Positive Affirmations: Why I Don't Use Them

Recently, I’ve been quite obsessed with the word responsibility and the meaning it holds.

when life gives you lemons

A month ago, I took an online training to figure out finances, to learn how to make my work become sustainable financially over time. Allison, the teacher, shared a couple of things about the entrepreneur mindset, how it’s just as important to be in the right one as having a profit or a business plan, especially if you’re on the (mindful) entrepreneur journey for the long run.

It got me thinking about positive affirmations, for some reason. You know, the ones you can look up on Pinterest to get rid of anxiety/heal your chakras/heal whatever needs healing. They go like this:

‘I am feeling healthy and strong today’
‘I deserve to be loved’
‘I am accepting of x, y z’

You get the gist: they’re short (or longer) sentences made to help you feel better and conquer whatever mindset obstacle is in your way. The idea is that you repeat them over and over again, during your meditation or through journaling.

And while they’re intended to provide support, enlightenment, love, and all these wonderful positive feelings... I’m just not sure they’re the most effective way of working through emotions, feelings, limiting beliefs you have you work through. ‘Effective’ might sound like a bit of a strong word and maybe not the one you’d expect in a yogi blog post (whatever that is), but let’s not fool ourselves, who wants to waste time on fluff and stuff they don’t need?

Related: Taking Responsibility, Building Self-Confidence & Willpower

Pre-made positive affirmations make me cringe exactly because of that: using them b) doesn’t help you as much as you think they do and b) makes you adopt a narrow-minded attitude towards yourself.

a) positive affirmations don’t help you as much as you think they do

You have your own set of ideas, your own experiences, and more importantly your own needs. You can’t use these one-fits-all, quick fix, magical solutions to overcome your struggles and obstacles. Sure, they might give you a sense of relief when you let them ring around in your mind. Sure, they might make you feel like you’re doing something right. But I can’t help but think they’re just a temporary bandage and feel like a way to hide what you don’t want to deal with under the rug. That leads to point B.

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b) they make you adopt a narrow-minded attitude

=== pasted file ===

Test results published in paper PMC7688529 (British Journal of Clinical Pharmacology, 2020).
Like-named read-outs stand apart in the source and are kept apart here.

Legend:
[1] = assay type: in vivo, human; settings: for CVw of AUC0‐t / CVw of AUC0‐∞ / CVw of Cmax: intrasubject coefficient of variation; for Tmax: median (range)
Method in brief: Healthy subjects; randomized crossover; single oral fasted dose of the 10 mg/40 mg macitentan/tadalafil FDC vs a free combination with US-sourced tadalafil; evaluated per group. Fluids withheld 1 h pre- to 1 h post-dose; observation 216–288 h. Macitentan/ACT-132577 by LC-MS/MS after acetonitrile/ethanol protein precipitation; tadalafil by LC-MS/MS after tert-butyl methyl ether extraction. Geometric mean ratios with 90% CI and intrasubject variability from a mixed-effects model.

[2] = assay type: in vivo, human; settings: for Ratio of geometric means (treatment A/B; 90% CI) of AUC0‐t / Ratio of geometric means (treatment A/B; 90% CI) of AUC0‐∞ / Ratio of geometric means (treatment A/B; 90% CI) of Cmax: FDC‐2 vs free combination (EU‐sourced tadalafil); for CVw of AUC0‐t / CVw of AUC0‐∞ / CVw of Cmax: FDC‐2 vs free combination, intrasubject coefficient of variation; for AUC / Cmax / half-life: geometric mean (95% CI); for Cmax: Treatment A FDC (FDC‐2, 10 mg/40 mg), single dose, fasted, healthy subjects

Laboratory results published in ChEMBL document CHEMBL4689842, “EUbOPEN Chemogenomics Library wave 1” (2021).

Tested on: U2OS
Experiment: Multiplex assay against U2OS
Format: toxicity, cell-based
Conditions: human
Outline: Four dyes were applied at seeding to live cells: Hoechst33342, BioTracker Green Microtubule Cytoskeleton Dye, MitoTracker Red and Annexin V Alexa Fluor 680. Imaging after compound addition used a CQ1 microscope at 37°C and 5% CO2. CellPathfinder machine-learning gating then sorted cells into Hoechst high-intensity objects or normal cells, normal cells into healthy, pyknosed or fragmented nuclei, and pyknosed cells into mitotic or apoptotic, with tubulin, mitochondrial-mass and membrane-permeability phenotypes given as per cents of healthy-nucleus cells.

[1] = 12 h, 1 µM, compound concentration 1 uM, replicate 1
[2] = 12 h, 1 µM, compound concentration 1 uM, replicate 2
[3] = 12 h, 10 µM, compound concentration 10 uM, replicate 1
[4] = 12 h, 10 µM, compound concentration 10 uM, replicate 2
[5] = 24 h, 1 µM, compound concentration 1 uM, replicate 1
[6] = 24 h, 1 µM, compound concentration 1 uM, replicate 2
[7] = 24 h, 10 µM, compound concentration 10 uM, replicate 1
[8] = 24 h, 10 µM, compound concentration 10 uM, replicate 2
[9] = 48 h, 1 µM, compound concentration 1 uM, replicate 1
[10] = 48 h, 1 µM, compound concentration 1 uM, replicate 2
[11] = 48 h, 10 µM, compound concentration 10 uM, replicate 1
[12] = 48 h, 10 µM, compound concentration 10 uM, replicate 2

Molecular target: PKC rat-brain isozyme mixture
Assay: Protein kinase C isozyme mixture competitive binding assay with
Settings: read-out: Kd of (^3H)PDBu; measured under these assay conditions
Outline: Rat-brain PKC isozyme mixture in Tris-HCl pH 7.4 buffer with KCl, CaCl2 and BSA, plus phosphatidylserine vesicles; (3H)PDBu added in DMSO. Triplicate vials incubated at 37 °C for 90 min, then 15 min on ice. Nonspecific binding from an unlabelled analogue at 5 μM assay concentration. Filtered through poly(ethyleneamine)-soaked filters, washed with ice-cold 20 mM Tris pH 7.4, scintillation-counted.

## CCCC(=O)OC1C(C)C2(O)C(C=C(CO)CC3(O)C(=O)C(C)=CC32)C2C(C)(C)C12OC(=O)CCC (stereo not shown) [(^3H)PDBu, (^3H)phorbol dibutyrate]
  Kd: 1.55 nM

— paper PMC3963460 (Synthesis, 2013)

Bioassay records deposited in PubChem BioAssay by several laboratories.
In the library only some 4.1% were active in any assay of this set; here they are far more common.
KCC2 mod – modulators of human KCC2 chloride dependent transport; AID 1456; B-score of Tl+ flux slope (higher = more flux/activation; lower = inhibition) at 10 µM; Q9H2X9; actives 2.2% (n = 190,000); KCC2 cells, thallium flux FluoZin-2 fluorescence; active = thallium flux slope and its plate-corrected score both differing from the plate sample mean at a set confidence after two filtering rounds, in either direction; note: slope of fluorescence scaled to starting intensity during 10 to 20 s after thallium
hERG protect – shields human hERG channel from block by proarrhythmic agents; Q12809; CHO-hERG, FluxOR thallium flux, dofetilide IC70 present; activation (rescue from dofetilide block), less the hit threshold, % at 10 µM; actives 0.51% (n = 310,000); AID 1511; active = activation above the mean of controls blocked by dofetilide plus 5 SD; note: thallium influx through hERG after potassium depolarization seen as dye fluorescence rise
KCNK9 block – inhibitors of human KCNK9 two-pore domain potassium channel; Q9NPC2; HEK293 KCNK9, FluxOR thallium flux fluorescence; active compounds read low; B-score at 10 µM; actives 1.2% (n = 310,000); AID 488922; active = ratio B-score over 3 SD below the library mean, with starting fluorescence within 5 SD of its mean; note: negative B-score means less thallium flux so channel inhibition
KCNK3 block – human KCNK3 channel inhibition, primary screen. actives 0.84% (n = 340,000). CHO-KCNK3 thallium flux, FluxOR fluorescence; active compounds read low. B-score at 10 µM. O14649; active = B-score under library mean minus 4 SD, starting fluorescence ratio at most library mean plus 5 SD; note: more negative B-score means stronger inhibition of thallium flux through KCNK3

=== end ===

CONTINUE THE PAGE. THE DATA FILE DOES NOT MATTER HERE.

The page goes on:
By forcing positive affirmations on your mind, you leave all doors closed on all other negative and difficult emotions that need to arise. You know the 5 stages of loss & grief? Psychologists say you have to go through denial, anger, bargaining and depression before the final step, acceptance. My guess is that it doesn’t only apply to loss and grief, that some version of this circle applies to any kind of event or situation you have to go through. What if you don’t want to feel accepting first? What if you feel angry? Sad? What if you need to grieve? What if your mind simply needs its freedom to feel creative and come up with its own set of ideas and words (cf. point A)?

Anna here also why being positive all the time doesn't serve us.

Related: Yoga girl’s good karma marketing & integrity

Listen to yourself and trust your personal journey instead

The interesting thing about affirmations - not positive ones, just affirmations - is that they can truly help you shift your mindset in more than one way; the thing is you have to put in the work to find the words that will serve you and your mind.

to affirm: to state something as true.

I like to finish every single meditation with thank you and these words have become an affirmation in their own right. I like to feel grateful for the universe/God/myself for the roof over my head, the new day I get to enjoy, and so many other things that change everyday. And sometimes other words come in, sometimes they don’t, but there’s always one guiding principle in there: they’re the result of my morning meditation, all the thoughts I noticed that day, or the result of my journaling practice. They fit me and my needs. They fit my energy and creativity levels. They’re a direct result of my inner work.

In a way, that’s why responsibility got me thinking about positive affirmations: I feel they don’t allow you to take responsibility for what happens in your mind. They take too much space in there and block any possibilities for deep awakening - by that I mean realizations, breakthroughs, epiphanies - and deny your intuition of its right of entry.

But… Realizations, breakthroughs, epiphanies, intuition…
Isn’t that what yoga is about?